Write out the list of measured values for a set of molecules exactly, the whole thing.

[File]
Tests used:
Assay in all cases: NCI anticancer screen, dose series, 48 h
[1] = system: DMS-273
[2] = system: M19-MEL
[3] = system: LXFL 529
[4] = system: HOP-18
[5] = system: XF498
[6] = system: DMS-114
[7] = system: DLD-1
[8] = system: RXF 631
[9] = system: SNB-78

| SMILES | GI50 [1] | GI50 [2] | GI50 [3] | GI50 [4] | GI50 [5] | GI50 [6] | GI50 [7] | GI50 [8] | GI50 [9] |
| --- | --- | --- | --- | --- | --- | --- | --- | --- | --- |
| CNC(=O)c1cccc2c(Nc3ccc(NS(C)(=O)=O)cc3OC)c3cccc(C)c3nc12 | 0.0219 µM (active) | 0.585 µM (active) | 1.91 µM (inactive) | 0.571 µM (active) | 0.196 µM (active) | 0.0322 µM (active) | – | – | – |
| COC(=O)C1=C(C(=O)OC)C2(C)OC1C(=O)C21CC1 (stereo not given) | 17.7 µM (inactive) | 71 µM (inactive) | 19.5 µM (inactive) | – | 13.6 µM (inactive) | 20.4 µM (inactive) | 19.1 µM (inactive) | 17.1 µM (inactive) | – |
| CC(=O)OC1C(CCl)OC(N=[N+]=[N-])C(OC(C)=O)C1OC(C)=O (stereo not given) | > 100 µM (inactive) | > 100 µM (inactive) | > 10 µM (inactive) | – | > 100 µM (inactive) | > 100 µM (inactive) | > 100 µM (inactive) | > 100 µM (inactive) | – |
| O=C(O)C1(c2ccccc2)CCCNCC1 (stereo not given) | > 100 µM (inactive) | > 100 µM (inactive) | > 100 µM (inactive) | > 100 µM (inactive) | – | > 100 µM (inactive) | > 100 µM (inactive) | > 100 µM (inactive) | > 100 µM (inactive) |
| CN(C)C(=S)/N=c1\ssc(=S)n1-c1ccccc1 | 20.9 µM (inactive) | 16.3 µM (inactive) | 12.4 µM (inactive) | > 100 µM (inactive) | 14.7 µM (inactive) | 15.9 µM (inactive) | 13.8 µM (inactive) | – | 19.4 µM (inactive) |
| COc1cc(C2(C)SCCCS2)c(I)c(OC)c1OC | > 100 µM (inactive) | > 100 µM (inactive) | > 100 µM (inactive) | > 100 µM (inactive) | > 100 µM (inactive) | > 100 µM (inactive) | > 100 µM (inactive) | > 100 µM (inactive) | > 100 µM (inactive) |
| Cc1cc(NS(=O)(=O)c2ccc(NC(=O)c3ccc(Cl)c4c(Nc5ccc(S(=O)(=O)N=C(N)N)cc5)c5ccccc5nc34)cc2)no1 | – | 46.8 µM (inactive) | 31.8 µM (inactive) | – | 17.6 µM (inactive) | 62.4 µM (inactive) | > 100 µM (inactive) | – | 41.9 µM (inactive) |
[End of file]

Tests used:
Assay in all cases: NCI anticancer screen, dose series, 48 h
[1] = system: DMS-273
[2] = system: M19-MEL
[3] = system: LXFL 529
[4] = system: HOP-18
[5] = system: XF498
[6] = system: DMS-114
[7] = system: DLD-1
[8] = system: RXF 631
[9] = system: SNB-78

| SMILES | GI50 [1] | GI50 [2] | GI50 [3] | GI50 [4] | GI50 [5] | GI50 [6] | GI50 [7] | GI50 [8] | GI50 [9] |
| --- | --- | --- | --- | --- | --- | --- | --- | --- | --- |
| CNC(=O)c1cccc2c(Nc3ccc(NS(C)(=O)=O)cc3OC)c3cccc(C)c3nc12 | 0.0219 µM (active) | 0.585 µM (active) | 1.91 µM (inactive) | 0.571 µM (active) | 0.196 µM (active) | 0.0322 µM (active) | – | – | – |
| COC(=O)C1=C(C(=O)OC)C2(C)OC1C(=O)C21CC1 (stereo not given) | 17.7 µM (inactive) | 71 µM (inactive) | 19.5 µM (inactive) | – | 13.6 µM (inactive) | 20.4 µM (inactive) | 19.1 µM (inactive) | 17.1 µM (inactive) | – |
| CC(=O)OC1C(CCl)OC(N=[N+]=[N-])C(OC(C)=O)C1OC(C)=O (stereo not given) | > 100 µM (inactive) | > 100 µM (inactive) | > 10 µM (inactive) | – | > 100 µM (inactive) | > 100 µM (inactive) | > 100 µM (inactive) | > 100 µM (inactive) | – |
| O=C(O)C1(c2ccccc2)CCCNCC1 (stereo not given) | > 100 µM (inactive) | > 100 µM (inactive) | > 100 µM (inactive) | > 100 µM (inactive) | – | > 100 µM (inactive) | > 100 µM (inactive) | > 100 µM (inactive) | > 100 µM (inactive) |
| CN(C)C(=S)/N=c1\ssc(=S)n1-c1ccccc1 | 20.9 µM (inactive) | 16.3 µM (inactive) | 12.4 µM (inactive) | > 100 µM (inactive) | 14.7 µM (inactive) | 15.9 µM (inactive) | 13.8 µM (inactive) | – | 19.4 µM (inactive) |
| COc1cc(C2(C)SCCCS2)c(I)c(OC)c1OC | > 100 µM (inactive) | > 100 µM (inactive) | > 100 µM (inactive) | > 100 µM (inactive) | > 100 µM (inactive) | > 100 µM (inactive) | > 100 µM (inactive) | > 100 µM (inactive) | > 100 µM (inactive) |
| Cc1cc(NS(=O)(=O)c2ccc(NC(=O)c3ccc(Cl)c4c(Nc5ccc(S(=O)(=O)N=C(N)N)cc5)c5ccccc5nc34)cc2)no1 | – | 46.8 µM (inactive) | 31.8 µM (inactive) | – | 17.6 µM (inactive) | 62.4 µM (inactive) | > 100 µM (inactive) | – | 41.9 µM (inactive) |